Often, where a burial or cremation take place without mourners in attendance, you can make considerable savings on the cost of using a funeral director. In addition, most crematoria offer significantly reduced cremation fees for completely unattended services, or services that have very few mourner numbers and ake place first thing in the morning (usually before 10am, and no earlier than 8am). 

     

    You’re less restricted by time, and you may want to wait for a significant date to roll around before initiating your gathering – on what would have been their next birthday, for example.

     

    Where the cremation takes place separately from the ‘funeral’, you could incorporate the cremated remains instead of the person’s coffin as a symbol of that person. As in Dad’s service above, the cremated remains could be popped on the bar for the night. Or, their favourite hat and glasses instead. For the wacky Aunt, her ashes could stay in their box on the side in the hallway, for people to pat the top of on their way in, covered in glitter and confetti as she would’ve been at the party when she was alive.

    Funerals are events for the living. Mum might’ve hated being the centre of attention, said something along the lines of  “just roll me up in a carpet and chuck me off the end of Clacton Pier”. Other iterations of this sentiment include, but are not limited to: “Put me in a cardboard box and be done with it”, “leave me for the cats to get” and “do you mind, I’m trying to eat my tea?!”. (A quick aside on this: cardboard coffins tend to be quite expensive when buying from a funeral director (find out Here [coffin types piece]). 

     

    Rightly so however, you think she was a brilliant, caring, kind, loving woman who deserves the earth. While you might not have been allowed to show her all the ways you’re grateful for her in life, in death you need a way to commemorate her and share who she is with others. Funerals are a wonderful occasion to acknowledge the profound impact your loved ones have had on your life.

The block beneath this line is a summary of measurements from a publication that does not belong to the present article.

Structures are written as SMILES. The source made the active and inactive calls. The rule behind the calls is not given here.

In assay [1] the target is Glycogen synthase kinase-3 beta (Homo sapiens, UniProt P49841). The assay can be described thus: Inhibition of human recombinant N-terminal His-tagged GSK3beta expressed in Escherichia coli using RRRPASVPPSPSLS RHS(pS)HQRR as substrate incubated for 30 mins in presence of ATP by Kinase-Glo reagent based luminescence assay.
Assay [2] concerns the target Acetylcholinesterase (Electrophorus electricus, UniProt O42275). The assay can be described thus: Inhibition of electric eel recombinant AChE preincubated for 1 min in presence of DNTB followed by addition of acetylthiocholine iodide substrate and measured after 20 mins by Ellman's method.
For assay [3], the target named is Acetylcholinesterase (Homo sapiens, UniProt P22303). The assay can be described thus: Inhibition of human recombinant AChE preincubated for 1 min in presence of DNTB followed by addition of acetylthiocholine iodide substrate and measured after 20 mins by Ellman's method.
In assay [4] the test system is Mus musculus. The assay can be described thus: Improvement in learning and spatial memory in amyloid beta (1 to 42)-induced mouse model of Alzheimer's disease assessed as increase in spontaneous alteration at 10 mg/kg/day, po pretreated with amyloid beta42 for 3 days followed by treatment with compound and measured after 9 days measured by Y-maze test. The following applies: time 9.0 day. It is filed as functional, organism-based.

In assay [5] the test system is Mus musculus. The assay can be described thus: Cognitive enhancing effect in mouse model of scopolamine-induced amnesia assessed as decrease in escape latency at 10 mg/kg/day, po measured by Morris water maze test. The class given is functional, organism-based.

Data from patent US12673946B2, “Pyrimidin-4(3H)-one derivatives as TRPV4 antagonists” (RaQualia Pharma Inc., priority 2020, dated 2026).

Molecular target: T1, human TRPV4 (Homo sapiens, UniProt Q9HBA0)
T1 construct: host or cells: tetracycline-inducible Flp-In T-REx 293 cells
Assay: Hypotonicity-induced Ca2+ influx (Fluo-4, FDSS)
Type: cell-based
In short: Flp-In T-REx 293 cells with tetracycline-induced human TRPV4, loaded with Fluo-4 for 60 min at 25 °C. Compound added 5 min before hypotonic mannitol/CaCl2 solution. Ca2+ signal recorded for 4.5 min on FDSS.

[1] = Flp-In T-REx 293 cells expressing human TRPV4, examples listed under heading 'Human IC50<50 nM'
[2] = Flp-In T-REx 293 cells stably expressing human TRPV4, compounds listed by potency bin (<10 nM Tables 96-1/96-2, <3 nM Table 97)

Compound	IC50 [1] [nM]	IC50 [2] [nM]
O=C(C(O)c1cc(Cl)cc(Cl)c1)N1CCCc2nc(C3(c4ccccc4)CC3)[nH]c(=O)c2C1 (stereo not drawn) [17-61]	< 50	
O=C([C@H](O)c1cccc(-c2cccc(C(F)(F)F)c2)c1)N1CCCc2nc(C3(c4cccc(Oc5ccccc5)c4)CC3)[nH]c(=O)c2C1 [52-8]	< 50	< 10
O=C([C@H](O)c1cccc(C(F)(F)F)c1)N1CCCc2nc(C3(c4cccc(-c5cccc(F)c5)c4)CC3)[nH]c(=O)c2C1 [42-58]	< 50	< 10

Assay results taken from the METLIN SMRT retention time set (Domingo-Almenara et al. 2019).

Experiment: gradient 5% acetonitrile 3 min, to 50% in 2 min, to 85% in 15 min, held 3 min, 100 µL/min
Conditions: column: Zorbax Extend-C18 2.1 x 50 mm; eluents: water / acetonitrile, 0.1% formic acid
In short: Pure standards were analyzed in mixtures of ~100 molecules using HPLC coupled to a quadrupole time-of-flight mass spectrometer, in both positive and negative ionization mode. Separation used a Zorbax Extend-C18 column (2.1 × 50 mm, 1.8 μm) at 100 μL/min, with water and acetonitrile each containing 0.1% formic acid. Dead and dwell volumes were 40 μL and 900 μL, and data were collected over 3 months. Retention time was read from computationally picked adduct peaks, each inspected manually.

The long and the short of it is, funeral services are cathartic things and serve different purposes depending on the person. They can be:

     

    • A quiet, private goodbye,
    • The untying of shoelaces at the end of a long, hard day at work,
    • The last party on behalf of the town’s biggest party animal!
    • A ‘good riddance’ to someone who wasn’t very nice in life,
    • A massive “thank you!” celebration that the person lived and was a part of our lives at all.
    • All of the above at once, and none of them at all, and something else entirely.

    Mum doesn’t want a fuss? Why not arrange a Direct Cremation, and have a cup of tea at home with the cats at the proposed time of cremation? (The best funeral directors will be able to tell you what time a cremation will be, even if there are no members of the public due to attend – see more about our “How to Assess Your Funeral Director”). 

     

    Whether you choose to go down the Traditional Funeral Service route – your person was a traditionalist, after all! – or, you choose to separate out your Funeral Service from the Committal, your Funeral Director should be willing and happy to discuss all the choices that are available to you. 

     

    At FuneralExperts.com, we will help you by sharing the contact details of Funeral Directors that are closest to you by location, and also by the costs advertised on their Standardised Price List. We’ll collate all your initial decisions in one place, so that you can focus on speaking to your chosen funeral director about the little things that really matter.

     

    We hope that this has been helpful, and wish you the very best during the next stages of the funeral arrangement process. 

    Choosing a Funeral Director

    Choosing a Funeral Director

    Choosing a Funeral Director

    The CMA is The Competitions and Markets Authority. Their job is to ensure that individual businesses providing the same service do not band together to collectively increase their prices across the board, (making excessive, unfair sums of money from consumers.)

     

    They launched an investigation into the funerals industry to make sure that funeral directors are operating competitive businesses that offer fair, value-for-money services. 

     

    The CMA found that consumers – rightfully – didn’t always engage with the funeral arranging process. Having commonly never needed to arrange a funeral themselves before, and therefore having no prior experience of what to expect from the process, they weren’t able to engage and scrutinise the service they were getting. Most often, they would select funeral directors based:

     

    • Recommendation from someone else – close friends or relatives who have recently gone through the arrangement process before
    • Convention: using the same undertakers their family had used for generations.